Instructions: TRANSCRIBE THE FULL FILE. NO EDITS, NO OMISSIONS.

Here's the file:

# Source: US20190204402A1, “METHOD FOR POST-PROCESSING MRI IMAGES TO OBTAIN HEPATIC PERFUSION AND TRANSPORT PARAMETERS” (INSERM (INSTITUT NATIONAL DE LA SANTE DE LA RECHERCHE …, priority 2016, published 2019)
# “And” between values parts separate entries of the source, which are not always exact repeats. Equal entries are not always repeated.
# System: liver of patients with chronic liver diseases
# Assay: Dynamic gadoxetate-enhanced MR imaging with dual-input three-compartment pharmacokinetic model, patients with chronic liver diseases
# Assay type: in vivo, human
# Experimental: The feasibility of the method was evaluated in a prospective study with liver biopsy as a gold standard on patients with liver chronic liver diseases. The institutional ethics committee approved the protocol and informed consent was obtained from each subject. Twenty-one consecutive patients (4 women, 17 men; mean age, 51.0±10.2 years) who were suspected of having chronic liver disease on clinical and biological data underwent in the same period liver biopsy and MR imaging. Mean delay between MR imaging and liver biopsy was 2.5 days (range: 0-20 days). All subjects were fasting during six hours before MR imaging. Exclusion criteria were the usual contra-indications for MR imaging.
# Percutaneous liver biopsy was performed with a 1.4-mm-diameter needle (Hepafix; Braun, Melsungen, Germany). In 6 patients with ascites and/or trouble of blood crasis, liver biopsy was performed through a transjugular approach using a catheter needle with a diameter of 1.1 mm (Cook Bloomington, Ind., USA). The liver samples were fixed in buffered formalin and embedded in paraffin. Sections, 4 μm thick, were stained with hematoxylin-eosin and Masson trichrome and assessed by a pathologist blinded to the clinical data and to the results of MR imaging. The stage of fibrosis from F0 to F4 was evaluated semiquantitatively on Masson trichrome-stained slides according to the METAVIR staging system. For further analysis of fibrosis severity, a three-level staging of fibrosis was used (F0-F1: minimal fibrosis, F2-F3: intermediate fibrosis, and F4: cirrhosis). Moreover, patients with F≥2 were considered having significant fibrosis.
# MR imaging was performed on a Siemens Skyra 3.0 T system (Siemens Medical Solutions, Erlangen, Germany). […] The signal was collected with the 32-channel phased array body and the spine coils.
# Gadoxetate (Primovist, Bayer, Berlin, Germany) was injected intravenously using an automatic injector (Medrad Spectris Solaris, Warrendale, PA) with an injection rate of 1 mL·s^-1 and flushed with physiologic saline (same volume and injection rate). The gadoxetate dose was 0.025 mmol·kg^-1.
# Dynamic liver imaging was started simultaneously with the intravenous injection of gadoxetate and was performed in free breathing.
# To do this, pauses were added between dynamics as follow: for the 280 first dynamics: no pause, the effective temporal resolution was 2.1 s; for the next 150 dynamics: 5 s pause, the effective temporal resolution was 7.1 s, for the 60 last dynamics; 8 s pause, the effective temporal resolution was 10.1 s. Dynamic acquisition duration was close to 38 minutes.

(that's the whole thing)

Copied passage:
# Source: US20190204402A1, “METHOD FOR POST-PROCESSING MRI IMAGES TO OBTAIN HEPATIC PERFUSION AND TRANSPORT PARAMETERS” (INSERM (INSTITUT NATIONAL DE LA SANTE DE LA RECHERCHE …, priority 2016, published 2019)
# “And” between values parts separate entries of the source, which are not always exact repeats. Equal entries are not always repeated.
# System: liver of patients with chronic liver diseases
# Assay: Dynamic gadoxetate-enhanced MR imaging with dual-input three-compartment pharmacokinetic model, patients with chronic liver diseases
# Assay type: in vivo, human
# Experimental: The feasibility of the method was evaluated in a prospective study with liver biopsy as a gold standard on patients with liver chronic liver diseases. The institutional ethics committee approved the protocol and informed consent was obtained from each subject. Twenty-one consecutive patients (4 women, 17 men; mean age, 51.0±10.2 years) who were suspected of having chronic liver disease on clinical and biological data underwent in the same period liver biopsy and MR imaging. Mean delay between MR imaging and liver biopsy was 2.5 days (range: 0-20 days). All subjects were fasting during six hours before MR imaging. Exclusion criteria were the usual contra-indications for MR imaging.
# Percutaneous liver biopsy was performed with a 1.4-mm-diameter needle (Hepafix; Braun, Melsungen, Germany). In 6 patients with ascites and/or trouble of blood crasis, liver biopsy was performed through a transjugular approach using a catheter needle with a diameter of 1.1 mm (Cook Bloomington, Ind., USA). The liver samples were fixed in buffered formalin and embedded in paraffin. Sections, 4 μm thick, were stained with hematoxylin-eosin and Masson trichrome and assessed by a pathologist blinded to the clinical data and to the results of MR imaging. The stage of fibrosis from F0 to F4 was evaluated semiquantitatively on Masson trichrome-stained slides according to the METAVIR staging system. For further analysis of fibrosis severity, a three-level staging of fibrosis was used (F0-F1: minimal fibrosis, F2-F3: intermediate fibrosis, and F4: cirrhosis). Moreover, patients with F≥2 were considered having significant fibrosis.
# MR imaging was performed on a Siemens Skyra 3.0 T system (Siemens Medical Solutions, Erlangen, Germany). […] The signal was collected with the 32-channel phased array body and the spine coils.
# Gadoxetate (Primovist, Bayer, Berlin, Germany) was injected intravenously using an automatic injector (Medrad Spectris Solaris, Warrendale, PA) with an injection rate of 1 mL·s^-1 and flushed with physiologic saline (same volume and injection rate). The gadoxetate dose was 0.025 mmol·kg^-1.
# Dynamic liver imaging was started simultaneously with the intravenous injection of gadoxetate and was performed in free breathing.
# To do this, pauses were added between dynamics as follow: for the 280 first dynamics: no pause, the effective temporal resolution was 2.1 s; for the next 150 dynamics: 5 s pause, the effective temporal resolution was 7.1 s, for the 60 last dynamics; 8 s pause, the effective temporal resolution was 10.1 s. Dynamic acquisition duration was close to 38 minutes.